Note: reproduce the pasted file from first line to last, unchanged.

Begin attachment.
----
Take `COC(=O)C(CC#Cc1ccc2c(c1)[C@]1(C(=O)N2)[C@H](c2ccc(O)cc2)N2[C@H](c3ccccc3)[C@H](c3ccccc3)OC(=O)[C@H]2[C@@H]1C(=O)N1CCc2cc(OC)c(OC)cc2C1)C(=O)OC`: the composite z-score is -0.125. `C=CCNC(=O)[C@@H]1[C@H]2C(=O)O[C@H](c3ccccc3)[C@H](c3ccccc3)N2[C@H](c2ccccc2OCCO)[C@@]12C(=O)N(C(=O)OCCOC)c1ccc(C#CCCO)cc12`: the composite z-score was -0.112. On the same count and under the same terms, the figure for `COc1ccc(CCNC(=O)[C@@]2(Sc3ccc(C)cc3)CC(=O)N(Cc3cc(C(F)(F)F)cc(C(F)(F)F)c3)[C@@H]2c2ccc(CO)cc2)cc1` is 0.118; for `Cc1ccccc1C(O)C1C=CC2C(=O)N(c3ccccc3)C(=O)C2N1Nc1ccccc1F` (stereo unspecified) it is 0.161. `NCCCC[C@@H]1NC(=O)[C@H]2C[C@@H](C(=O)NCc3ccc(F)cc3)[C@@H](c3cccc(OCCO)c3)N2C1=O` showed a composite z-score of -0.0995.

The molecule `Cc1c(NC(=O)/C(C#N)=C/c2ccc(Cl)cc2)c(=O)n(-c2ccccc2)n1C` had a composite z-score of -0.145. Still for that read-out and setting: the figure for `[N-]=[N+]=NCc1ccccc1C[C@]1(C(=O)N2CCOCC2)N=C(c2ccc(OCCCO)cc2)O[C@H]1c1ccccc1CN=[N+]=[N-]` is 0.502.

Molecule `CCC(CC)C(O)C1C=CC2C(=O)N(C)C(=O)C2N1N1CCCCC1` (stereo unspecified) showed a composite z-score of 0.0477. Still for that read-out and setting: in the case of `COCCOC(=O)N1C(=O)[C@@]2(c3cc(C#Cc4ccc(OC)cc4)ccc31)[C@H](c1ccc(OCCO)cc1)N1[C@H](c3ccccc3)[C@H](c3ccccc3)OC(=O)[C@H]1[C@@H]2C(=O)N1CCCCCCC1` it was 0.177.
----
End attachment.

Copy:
Take `COC(=O)C(CC#Cc1ccc2c(c1)[C@]1(C(=O)N2)[C@H](c2ccc(O)cc2)N2[C@H](c3ccccc3)[C@H](c3ccccc3)OC(=O)[C@H]2[C@@H]1C(=O)N1CCc2cc(OC)c(OC)cc2C1)C(=O)OC`: the composite z-score is -0.125. `C=CCNC(=O)[C@@H]1[C@H]2C(=O)O[C@H](c3ccccc3)[C@H](c3ccccc3)N2[C@H](c2ccccc2OCCO)[C@@]12C(=O)N(C(=O)OCCOC)c1ccc(C#CCCO)cc12`: the composite z-score was -0.112. On the same count and under the same terms, the figure for `COc1ccc(CCNC(=O)[C@@]2(Sc3ccc(C)cc3)CC(=O)N(Cc3cc(C(F)(F)F)cc(C(F)(F)F)c3)[C@@H]2c2ccc(CO)cc2)cc1` is 0.118; for `Cc1ccccc1C(O)C1C=CC2C(=O)N(c3ccccc3)C(=O)C2N1Nc1ccccc1F` (stereo unspecified) it is 0.161. `NCCCC[C@@H]1NC(=O)[C@H]2C[C@@H](C(=O)NCc3ccc(F)cc3)[C@@H](c3cccc(OCCO)c3)N2C1=O` showed a composite z-score of -0.0995.

The molecule `Cc1c(NC(=O)/C(C#N)=C/c2ccc(Cl)cc2)c(=O)n(-c2ccccc2)n1C` had a composite z-score of -0.145. Still for that read-out and setting: the figure for `[N-]=[N+]=NCc1ccccc1C[C@]1(C(=O)N2CCOCC2)N=C(c2ccc(OCCCO)cc2)O[C@H]1c1ccccc1CN=[N+]=[N-]` is 0.502.

Molecule `CCC(CC)C(O)C1C=CC2C(=O)N(C)C(=O)C2N1N1CCCCC1` (stereo unspecified) showed a composite z-score of 0.0477. Still for that read-out and setting: in the case of `COCCOC(=O)N1C(=O)[C@@]2(c3cc(C#Cc4ccc(OC)cc4)ccc31)[C@H](c1ccc(OCCO)cc1)N1[C@H](c3ccccc3)[C@H](c3ccccc3)OC(=O)[C@H]1[C@@H]2C(=O)N1CCCCCCC1` it was 0.177.